helium in such exhaust would be vminimized by
ventilating system. I2 is the upcast shaft of the
having large quantities of helium stored atthe
system; and I3 is a ventilating fan which may be
surface and introducing it as rapidly as possible,
positioned at the foot of the upcast shaft with the
so that current-from the upcast shaft can be di
object of setting up a plenum in the latter and
verted as soon as possible into the conduit I5
thereby preventing leakage of normal air into
and the discharge of such current to atmosphere
the ventilating atmosphere.
I4 indicates the surface of the mine, where 55 simultaneously terminated.
I claim:
there isv erected an enclosing structure [5 forming
1. A closed circuit mine ventilating systemin
a duct through which the gas discharge from
cluding mine workings, downcast and upcast
the upcast shaft I2 is passed to the downcast shaft
shafts connected with said workings, means dis
II. Said structure l5 encloses the headgear I6
and is provided with an airlock I‘! through which 60 tant from the workings for discharging heat from
gas in the circuit, and means for injecting into
tra?ic to and from shaft H can pass with mini
the circuit a respirable inert gas which com
mum leakage of gas into or from the closed cir
prises helium in a proportion of at least about
40% by volume.
Said structure l5 also includes means indicated
2. A process of conditioning a mine atmos
generally by [8 by which rock dust, smoke and 65
phere so as to minimize heating of the downcast
soluble gases given off in the mine are removed
ventilating current due to its autocompression,
by water sprays l9, which may also cool the air
to some extent. 20 indicates further means
through which the gas current passes for the
which process comprises the step of passing into
the _mine to provide the atmosphere therein a
addition thereto of make up oxygen and helium, 70 non-explosive respirable gas mixture containing
the substantially normal atmospheric proportion
and for the removal of excess carbon dioxide.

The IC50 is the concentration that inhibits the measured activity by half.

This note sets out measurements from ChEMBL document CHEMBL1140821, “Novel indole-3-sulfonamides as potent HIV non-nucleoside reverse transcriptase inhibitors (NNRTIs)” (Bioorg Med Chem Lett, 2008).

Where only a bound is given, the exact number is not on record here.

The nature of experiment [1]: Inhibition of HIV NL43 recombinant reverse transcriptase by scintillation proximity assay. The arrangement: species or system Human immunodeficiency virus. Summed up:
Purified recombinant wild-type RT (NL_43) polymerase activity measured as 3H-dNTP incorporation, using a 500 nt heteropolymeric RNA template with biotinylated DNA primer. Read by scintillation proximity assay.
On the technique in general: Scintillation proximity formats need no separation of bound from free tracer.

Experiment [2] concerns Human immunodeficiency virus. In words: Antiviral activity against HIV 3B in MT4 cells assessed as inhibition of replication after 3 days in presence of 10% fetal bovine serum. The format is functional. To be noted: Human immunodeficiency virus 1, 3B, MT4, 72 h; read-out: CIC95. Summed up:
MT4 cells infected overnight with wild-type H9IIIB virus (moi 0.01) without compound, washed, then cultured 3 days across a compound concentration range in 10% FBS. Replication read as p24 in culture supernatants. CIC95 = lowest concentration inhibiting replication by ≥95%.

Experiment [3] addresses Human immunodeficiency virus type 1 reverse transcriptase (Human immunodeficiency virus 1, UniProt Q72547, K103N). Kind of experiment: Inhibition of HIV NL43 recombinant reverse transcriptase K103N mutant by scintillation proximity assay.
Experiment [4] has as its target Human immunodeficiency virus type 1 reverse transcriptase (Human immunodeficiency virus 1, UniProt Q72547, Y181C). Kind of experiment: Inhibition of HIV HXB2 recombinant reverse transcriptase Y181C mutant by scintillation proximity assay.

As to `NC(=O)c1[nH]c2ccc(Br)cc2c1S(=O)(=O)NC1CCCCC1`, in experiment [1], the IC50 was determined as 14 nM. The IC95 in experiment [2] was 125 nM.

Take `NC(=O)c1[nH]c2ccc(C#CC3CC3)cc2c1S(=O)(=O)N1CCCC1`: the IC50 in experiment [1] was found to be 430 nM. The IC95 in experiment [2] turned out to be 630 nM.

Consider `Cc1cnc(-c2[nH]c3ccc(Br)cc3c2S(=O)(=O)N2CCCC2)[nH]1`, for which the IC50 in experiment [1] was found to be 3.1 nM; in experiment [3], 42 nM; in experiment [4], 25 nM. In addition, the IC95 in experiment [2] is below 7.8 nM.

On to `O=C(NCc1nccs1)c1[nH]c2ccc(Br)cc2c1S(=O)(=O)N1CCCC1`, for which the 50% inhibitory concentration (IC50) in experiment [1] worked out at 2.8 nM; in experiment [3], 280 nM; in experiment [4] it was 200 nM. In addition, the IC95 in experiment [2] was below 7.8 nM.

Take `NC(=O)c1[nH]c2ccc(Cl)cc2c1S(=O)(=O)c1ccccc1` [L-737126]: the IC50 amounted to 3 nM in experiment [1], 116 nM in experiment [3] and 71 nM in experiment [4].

of oxygen and in which the normal nitrogen con
Carbon monoxide is a constitutent of the exhaust
tent of atmospheric air is replaced by a diluent
current from a mine in which nitroglycerin and
gaseous component selected from the group con
similar explosives, are used; but as that gas is
dif?cult to remove from a ventilating current, it 75 sisting of hydrogen, helium, and the nitrogen
helium mixtures containing at least 50% by vol
ume of helium under ‘conditions which preclude
interaction between the components of said re
spirable miXture.
3. A process of conditioning a mine atmos
phere so as to minimize heating of the down
cast ventilating current due to its autocompres
a subterranean excavation having a depth of at’
least about 10,000 feet, which process comprises
the step of passing into the excavation to provide
the atmosphere therein at substantially atmos
pheric pressure at earth surface level a respirable
gas mixture containing the substantially normal
atmospheric proportion of oxygen and in which
the normal nitrogen content of atmospheric air is
sion, which process comprises the step of passing
replaced to at least 50% of its volume by helium.
into the mine to provide the atmosphere therein
6. A process of conditioning the atmosphere of
a non-explosive respirable gas mixture contain 10
a subterranean excavation having a depth of at ,
ing helium to at least about 40% of its volume.
4. A process of conditioning the atmosphere of
least 10,000 feet, which process comprises pass
ing into the excavation to provide the atmos
a subterranean excavation having a depth of at
phere therein at substantially atmospheric pres
least about 10,000 feet, which process comprises
the step of passing into the excavation to provide 15 sure at earth surface level a respirable gas mix
ture containing the substantially atmospheric
the atmosphere therein at substantially atmos
proportion of oxygen and in which the normal
pheric pressure at earth surface level a respirable
nitrogen content of atmospheric air is replaced
gas mixture containing the substantially normal
atmospheric proportion of oxygen and in which
to at least about 50% of its volume by helium,
the normal nitrogen content of atmospheric air 20 circulating said gas mixture through a closed cir
is replaced by a diluent gaseous component se
cuit, cooling said mixture at at least one point of
said closed circuit and removing from said mix
lected from the group consisting of hydrogen,
helium, and the nitrogen-helium mixture con
taining at least 50% by volume of helium whilst
preserving in said excavation conditions which
preclude chemical interaction between the com
ponents of said respirable mixture.
5. A process of conditioning the atmosphere of
ture at at least one point of said closed circuit
such carbon dioxide as may be in excess of the
substantially normal atmospheric proportion of
carbon dioxide.